Road Trip: Brooklyn, N.Y.
Brooklyn is but one of the five boroughs of New York City, but its 2.5 million population is larger than all of Allegheny County. Like old Allegheny City, which joined Pittsburgh in 1907, Brooklyn was an independent city with a rich history of its own that became part of New York City in 1898.
It is a borough filled with the energy of diverse groups, with many neighborhoods offering authentic ethnic cuisines. While Brooklyn is one of the most densely populated areas in the United States, there are far more private homes than apartment buildings.
The Heart of Brooklyn area is a traditional example of using urban space on a grand scale, and includes the Brooklyn Museum, Brooklyn Botanic Garden and Prospect Park, which was designed by the same landscape architect who designed Manhattan's Central Park.
Brooklyn is undergoing a renaissance, with a major new park, a sports and entertainment center and museums — not to mention fertile areas for business development. Many arts groups have found Brooklyn a congenial home, partly because real estate is much more reasonable than in Manhattan.
Brooklyn has contributed more than its fair share of famous people, including writers Isaac Asimov, Carl Sagan, Norman Mailer and Mickey Spillane, actors and filmmakers Woody Allen, Jackie Gleason, Lauren Bacall and Spike Lee; composers George Gershwin and Aaron Copland, singers Barbra Streisand, Neil Diamond and Barry Manilow, comedian Jerry Seinfeld and basketball great Michael Jordan.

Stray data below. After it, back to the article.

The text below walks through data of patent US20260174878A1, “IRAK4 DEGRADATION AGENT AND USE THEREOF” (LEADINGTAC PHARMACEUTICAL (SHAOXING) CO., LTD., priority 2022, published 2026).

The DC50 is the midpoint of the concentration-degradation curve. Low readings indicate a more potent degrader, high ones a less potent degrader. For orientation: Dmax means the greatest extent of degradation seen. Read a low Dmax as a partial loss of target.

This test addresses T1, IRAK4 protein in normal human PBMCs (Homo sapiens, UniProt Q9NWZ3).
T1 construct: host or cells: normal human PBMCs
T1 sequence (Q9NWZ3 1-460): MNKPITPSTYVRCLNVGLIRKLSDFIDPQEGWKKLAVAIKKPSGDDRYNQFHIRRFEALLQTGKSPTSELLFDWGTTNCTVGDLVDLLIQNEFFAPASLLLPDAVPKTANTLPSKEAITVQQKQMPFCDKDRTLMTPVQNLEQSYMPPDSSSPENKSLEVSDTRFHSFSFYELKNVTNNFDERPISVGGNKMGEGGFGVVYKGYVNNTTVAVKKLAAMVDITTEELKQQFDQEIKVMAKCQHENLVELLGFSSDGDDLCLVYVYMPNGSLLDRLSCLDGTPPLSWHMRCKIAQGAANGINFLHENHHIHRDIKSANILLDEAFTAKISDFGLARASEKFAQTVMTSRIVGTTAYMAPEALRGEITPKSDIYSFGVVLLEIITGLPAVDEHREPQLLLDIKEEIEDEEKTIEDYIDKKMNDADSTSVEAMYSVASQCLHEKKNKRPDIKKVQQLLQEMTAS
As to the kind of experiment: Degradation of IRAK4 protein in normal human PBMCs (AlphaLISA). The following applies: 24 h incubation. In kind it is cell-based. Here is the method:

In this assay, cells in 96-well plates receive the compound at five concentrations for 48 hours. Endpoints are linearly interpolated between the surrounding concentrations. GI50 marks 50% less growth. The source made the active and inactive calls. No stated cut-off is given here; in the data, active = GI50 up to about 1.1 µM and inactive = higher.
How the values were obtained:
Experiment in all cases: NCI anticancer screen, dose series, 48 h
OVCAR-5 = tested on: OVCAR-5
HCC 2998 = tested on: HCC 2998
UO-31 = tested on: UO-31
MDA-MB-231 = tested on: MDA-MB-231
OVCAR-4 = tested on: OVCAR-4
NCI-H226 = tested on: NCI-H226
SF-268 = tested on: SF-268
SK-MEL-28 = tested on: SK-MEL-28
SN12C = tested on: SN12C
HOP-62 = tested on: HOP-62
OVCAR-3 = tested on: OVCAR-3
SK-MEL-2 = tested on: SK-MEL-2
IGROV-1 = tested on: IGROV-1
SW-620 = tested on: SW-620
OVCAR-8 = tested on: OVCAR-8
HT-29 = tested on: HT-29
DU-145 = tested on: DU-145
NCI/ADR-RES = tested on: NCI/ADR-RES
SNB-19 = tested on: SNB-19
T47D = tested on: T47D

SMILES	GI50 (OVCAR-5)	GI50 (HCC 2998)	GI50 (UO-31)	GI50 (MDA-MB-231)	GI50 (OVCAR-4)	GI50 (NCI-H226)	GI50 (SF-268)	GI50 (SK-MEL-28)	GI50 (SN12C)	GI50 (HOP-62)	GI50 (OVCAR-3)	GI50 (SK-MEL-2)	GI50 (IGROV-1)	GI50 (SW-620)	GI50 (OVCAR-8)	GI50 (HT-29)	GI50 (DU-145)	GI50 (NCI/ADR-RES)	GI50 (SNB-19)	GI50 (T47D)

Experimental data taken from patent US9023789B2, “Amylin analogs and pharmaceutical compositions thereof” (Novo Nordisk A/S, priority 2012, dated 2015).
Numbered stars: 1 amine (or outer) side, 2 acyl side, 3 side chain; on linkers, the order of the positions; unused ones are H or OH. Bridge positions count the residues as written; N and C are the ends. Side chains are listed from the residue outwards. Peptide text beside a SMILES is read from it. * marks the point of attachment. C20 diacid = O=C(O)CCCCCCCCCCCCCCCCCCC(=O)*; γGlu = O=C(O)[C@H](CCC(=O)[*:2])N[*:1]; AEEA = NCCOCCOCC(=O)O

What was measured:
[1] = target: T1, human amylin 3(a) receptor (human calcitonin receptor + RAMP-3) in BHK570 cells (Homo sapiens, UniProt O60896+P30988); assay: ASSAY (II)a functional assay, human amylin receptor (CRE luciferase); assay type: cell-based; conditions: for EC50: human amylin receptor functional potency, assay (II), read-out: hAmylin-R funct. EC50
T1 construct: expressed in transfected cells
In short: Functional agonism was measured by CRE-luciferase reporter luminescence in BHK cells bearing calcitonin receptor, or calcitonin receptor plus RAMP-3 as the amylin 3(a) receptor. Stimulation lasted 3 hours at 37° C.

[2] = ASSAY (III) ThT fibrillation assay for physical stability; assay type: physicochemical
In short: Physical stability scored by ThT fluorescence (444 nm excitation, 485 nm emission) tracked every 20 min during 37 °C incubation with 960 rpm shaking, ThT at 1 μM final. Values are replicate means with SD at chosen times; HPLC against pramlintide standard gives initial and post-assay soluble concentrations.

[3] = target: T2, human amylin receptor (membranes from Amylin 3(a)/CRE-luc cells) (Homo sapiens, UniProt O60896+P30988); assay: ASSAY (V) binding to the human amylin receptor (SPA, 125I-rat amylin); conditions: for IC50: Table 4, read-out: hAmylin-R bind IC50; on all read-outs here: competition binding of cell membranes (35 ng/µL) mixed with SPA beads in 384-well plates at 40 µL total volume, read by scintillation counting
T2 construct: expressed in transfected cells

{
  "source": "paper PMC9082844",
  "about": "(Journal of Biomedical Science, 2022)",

Yes, when people think of New York City, they're mostly thinking of Manhattan. A visit to Brooklyn will change that. Brooklyn has its own powerful allure, and no single trip can explore all of it.
Mark Kanny is a staff writer for Trib Total Media. He can be reached at 412-320-7877 or firstname.lastname@example.org.
Brooklyn Bridge Park
Offering an iconic view of lower Manhattan across the East River, Brooklyn Bridge Park first opened in 2010 on a site with historic resonance to the Revolutionary War.
The park's 85 acres include play areas for children, sports fields, a picnic peninsula for fresh-cooked meals and fishing and boating.
Jane's Carousel in the Fulton Ferry part of the park is a restored 1922 carousel with 48 horses and three chariots. It was the first carousel to be placed on the National Register of Historic Places.
Details: 718-488-0099 or www.brooklynbridgepark.org.
Building 92, Brooklyn Navy Yard
The newest Brooklyn museum is Building 92 at the Brooklyn Navy Yard. The yard was established in 1801 as one of the nation's first five shipyards and during World War II employed 70,000 people. It was decommissioned in 1966.
After decades of neglect, the yard has acquired new life as an industrial park that is home to many small businesses. The museum offers tours of yard facilities which have been preserved. The second floor is the resource center, which houses photographs and artifacts.
Details: 718-907-5992 or www.bldg92.org
Housed in a 560,000-square-foot, Beaux-Arts building, the Brooklyn Museum is one of the largest in the country. With roots back to the early 19th century, most of the museum's 1.5 million pieces were acquired in the early 20th century.
Although only a fraction of its total holdings are on view at any time, its commitment to Western and non-Western art is reflected in exhibitions of American, European, African, Asian, Islamic and Ancient Egyptian culture.
The museum offers daily guided tours and audio tours.
Details: 917-638-5000 or www.brooklynmuseum.org
Brooklyn Botanic Garden